Toya is an NAU grad who specializes in digital photography, and found his inspiration through George Romero’s zombie movies. When he is not helping out with a project within the organization, he is able to pursue his interest in horror films. OYBM is basically a collective of amateur filmmakers who collaborate within the organization, on projects outside of the organization, and sometimes bring the two together. Some of them prefer filming, and others would prefer to write scripts, and so on; wherever they are needed, they will help, similar to show business. It is kind of a miniature Hollywood for indigenous youth.

OYBM has videos on their website (oybm.org) as well as on their YouTube channel. The videos range from very rudimentary, to sophisticated, with animation and special effects. The subject matter ranges from baseball bat wielding child-heroes fighting Death, to public service-type short films about underage drinking. Some of the films are informational, while others are short sketches full of irony, tongue in cheek humor and satire. Thankstaking, for example, is an alternative interpretation of the pilgrims’ arrival.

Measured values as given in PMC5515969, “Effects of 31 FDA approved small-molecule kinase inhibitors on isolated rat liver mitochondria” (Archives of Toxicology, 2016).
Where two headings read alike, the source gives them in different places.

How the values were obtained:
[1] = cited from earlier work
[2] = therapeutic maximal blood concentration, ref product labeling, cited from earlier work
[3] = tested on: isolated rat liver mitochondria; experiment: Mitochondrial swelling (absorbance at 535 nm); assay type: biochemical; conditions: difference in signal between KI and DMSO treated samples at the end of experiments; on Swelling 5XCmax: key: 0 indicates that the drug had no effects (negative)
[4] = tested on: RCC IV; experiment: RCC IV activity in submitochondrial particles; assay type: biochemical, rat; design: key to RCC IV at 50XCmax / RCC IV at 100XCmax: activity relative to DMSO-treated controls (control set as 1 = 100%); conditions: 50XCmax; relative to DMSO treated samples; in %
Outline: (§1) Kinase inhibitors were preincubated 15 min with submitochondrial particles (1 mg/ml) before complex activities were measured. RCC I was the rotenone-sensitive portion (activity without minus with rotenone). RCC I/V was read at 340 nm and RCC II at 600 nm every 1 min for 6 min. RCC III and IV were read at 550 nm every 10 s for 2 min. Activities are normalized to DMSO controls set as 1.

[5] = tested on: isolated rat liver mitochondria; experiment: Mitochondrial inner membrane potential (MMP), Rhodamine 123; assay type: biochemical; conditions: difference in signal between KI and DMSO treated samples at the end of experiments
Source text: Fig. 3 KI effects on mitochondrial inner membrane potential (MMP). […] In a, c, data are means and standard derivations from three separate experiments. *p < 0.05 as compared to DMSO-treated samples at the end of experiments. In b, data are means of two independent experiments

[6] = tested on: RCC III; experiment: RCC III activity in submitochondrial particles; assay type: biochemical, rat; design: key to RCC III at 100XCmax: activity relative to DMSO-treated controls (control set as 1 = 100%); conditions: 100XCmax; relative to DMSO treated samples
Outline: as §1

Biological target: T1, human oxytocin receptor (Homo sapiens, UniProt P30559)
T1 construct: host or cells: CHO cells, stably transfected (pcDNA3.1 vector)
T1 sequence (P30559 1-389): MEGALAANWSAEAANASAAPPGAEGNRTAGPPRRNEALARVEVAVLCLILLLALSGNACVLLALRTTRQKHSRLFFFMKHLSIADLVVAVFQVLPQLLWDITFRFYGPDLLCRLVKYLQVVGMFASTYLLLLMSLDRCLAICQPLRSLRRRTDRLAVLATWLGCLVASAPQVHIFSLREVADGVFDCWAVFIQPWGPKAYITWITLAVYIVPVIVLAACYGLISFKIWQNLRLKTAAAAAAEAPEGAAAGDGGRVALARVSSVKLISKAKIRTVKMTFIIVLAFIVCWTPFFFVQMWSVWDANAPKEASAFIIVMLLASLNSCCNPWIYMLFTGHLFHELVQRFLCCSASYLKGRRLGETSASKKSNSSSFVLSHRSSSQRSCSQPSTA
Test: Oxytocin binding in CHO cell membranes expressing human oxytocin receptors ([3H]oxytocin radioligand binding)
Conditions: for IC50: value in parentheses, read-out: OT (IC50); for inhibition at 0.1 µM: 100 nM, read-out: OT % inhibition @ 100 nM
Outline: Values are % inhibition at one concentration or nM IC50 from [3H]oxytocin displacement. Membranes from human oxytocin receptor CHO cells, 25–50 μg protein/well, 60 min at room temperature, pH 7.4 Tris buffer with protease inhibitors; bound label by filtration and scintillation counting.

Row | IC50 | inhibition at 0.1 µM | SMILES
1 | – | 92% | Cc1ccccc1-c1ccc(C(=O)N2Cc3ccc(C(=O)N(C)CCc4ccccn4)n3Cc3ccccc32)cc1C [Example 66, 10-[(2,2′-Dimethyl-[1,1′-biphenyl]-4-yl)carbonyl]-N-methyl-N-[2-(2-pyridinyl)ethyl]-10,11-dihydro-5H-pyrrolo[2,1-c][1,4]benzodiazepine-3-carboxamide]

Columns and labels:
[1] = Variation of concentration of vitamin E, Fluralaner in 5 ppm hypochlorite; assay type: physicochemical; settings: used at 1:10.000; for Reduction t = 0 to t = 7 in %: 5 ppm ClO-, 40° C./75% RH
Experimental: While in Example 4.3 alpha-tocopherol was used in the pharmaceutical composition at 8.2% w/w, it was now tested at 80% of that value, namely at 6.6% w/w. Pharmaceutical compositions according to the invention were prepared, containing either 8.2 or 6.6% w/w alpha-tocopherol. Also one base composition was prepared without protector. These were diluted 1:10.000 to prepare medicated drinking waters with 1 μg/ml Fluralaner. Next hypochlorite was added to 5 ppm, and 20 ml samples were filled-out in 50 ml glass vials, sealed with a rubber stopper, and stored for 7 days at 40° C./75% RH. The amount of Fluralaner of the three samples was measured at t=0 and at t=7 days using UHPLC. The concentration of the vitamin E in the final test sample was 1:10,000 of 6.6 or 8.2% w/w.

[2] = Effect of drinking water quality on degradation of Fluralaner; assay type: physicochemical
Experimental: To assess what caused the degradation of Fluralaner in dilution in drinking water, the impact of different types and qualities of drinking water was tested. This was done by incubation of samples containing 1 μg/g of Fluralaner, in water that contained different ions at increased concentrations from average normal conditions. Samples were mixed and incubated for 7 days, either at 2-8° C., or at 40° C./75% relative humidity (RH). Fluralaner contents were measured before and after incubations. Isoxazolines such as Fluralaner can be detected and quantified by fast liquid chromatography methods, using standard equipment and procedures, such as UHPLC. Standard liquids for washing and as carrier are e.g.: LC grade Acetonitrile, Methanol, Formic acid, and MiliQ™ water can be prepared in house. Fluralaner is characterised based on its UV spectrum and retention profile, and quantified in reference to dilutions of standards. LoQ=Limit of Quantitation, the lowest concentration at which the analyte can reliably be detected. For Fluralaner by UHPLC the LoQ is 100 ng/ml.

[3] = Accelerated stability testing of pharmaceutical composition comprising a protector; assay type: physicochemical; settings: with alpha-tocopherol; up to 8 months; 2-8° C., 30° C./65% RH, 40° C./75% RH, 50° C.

“We have come to save you from your savagery-ness”, says one of the pilgrims to one of the  Native Americans upon arriving.

Another film is a parody on the movie Twilight, titled The Sun Sets on Twilight. It is another humorous piece, but it uses serious interviews to ask equally serious questions about how Native American faces and voices are curiously absent in Hollywood. Native American roles have historically been created and filled by caucasian writers and actors. This cuts to the core of what OYBM is all about, which is to give the under represented Native American youth the skills and the platform so that their voices can be heard.

It appears that they have done just that. The students and mentors have taken advantage of the opportunity and they have made content that is extremely unique. Whether or not it appeals to a broad range of people is academic; it is their platform and they are proud of what they do. It is, indeed, very unique and you might not be able to find anything else like it, no matter where you look.